French views on FAANGs and their Chinese peers

InvestmentEurope has canvassed views of French investors on FAANGs and their Chinese counterparts.

Bernard Aybran, deputy chief executive officer and chief investment officer multimanagement at Invesco

“US big tech names and their Chinese equivalents are must-haves in equity portfolios. On average, We cannot term FAANGs’ valuations as extravagant even though these of Netflix and Tesla are harder to explain. There are important components of many active fund managers which are overweight tech. As per European tech names, the issue lingers in the poor offering. Managers get two or three same names like Gemalto and Wirecard.”

“We position ourselves on both US and Chinese tech stocks. We are invested in an active Asian manager which holds Tencent, Alibaba and co. That said, we see more potential on the US tech giants. Look at Amazon. On the commercial side, its market share remains for now only a little fraction of Walmart’s activity if we compare both stocks.”

“The rebalancing of indices will propel interesting moves within nomenclatures. Telecoms are due to become communications services. In the US, this sector’s weight in the S&P 500 will pass from 3 to 10%. Alphabet is due to be removed from the discretionary sector to be transferred in the new communications services bucket. Some other IT and discretionary names will follow. That will have an impact on MSCI indexes’ composition that we will have to monitor.”

Guillaume Di Pizio, chief investment officer at Dauphine Asset Management

“Within the four megatrends that compose the Dauphine Megatrends fund of funds, the exposure (as of end June 2018) to tech disruption was preponderant, forming 38% of the fund’s net assets. FAANGs represented 3% of the fund of funds. FAANGs’ volatility will likely stretch in a significant manner and we want to be positioned on other players enjoying a very strong growth.”

“Alibaba, Tencent and Baïdu trade at lower valuations than FAANGs. Though, only half of the Chinese population has access to Internet. The market that can be addressed in China is colossal. Moreover, Facebook and Google cannot enter this market, which is not reciprocal like we have seen with Alibaba that can impose its payment methodology Alipay in the United States…”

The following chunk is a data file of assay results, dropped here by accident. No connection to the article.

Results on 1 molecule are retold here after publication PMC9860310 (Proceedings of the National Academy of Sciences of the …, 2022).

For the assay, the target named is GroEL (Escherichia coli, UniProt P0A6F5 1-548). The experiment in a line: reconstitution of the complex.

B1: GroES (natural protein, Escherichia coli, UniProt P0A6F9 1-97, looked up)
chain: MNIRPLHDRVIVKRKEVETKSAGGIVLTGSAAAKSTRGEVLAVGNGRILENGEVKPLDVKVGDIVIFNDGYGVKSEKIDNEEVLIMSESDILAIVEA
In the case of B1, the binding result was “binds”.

“FAANGs are a performance drive no investor would like to be cut of. The market offers a premium to quality management skills of visionary CEOs who manage to reposition their companies by adapting them to a larger addressable audience and capacities to monetise their products.”

“Markets love to burn its icons. FAANGs will be shorted sooner or later… but after markets will have brought them to higher valuations.”


Jean-Louis Scandella, chief investment officer equities at Ostrum Asset Management

“If companies were books, most would be Ulysses stories today. At the beginning, Amazon was doing e-commerce, Google was a search engine and Facebook a social network. But It doesn’t stop there. They are in TV, sport broadcasting, finance, research like Google with transhumanism. It is very complicated to analyse what they are and have become.”

“Understanding newcomers has become difficult since they raise funds for products whose use is impossible to understand
without the help of a specialist or an engineer and which do not even exist yet.”

“I favour Tencent and Alibaba over Facebook and Amazon. Alibaba is a builder of a new world in China with its shopping malls. Before Alibaba, the shopping experience
in China was pretty sad. Also, the cost of delivery is cheaper because of the way cities are built in China. It is easier to deliver 20 to 30 parcels in a same building than in 20 or 30 different houses. Life is built around new technologies in China.”

All comments appeared in the Summer 2018 edition of InvestmentEurope which also included the view of Athymis’ CEO Stéphane Toullieux.

Adrien Paredes-Vanheule
Adrien Paredes-Vanheule is deputy editor and French-Speaking Europe Correspondent for InvestmentEurope, covering France, Belgium, Geneva and Monaco. Prior to joining InvestmentEurope, he spent almost five years writing for various publications in Monaco, primarily as a criminal and financial court reporter. Before that, he worked for newspapers and radio stations in France, in particular in Lyon.

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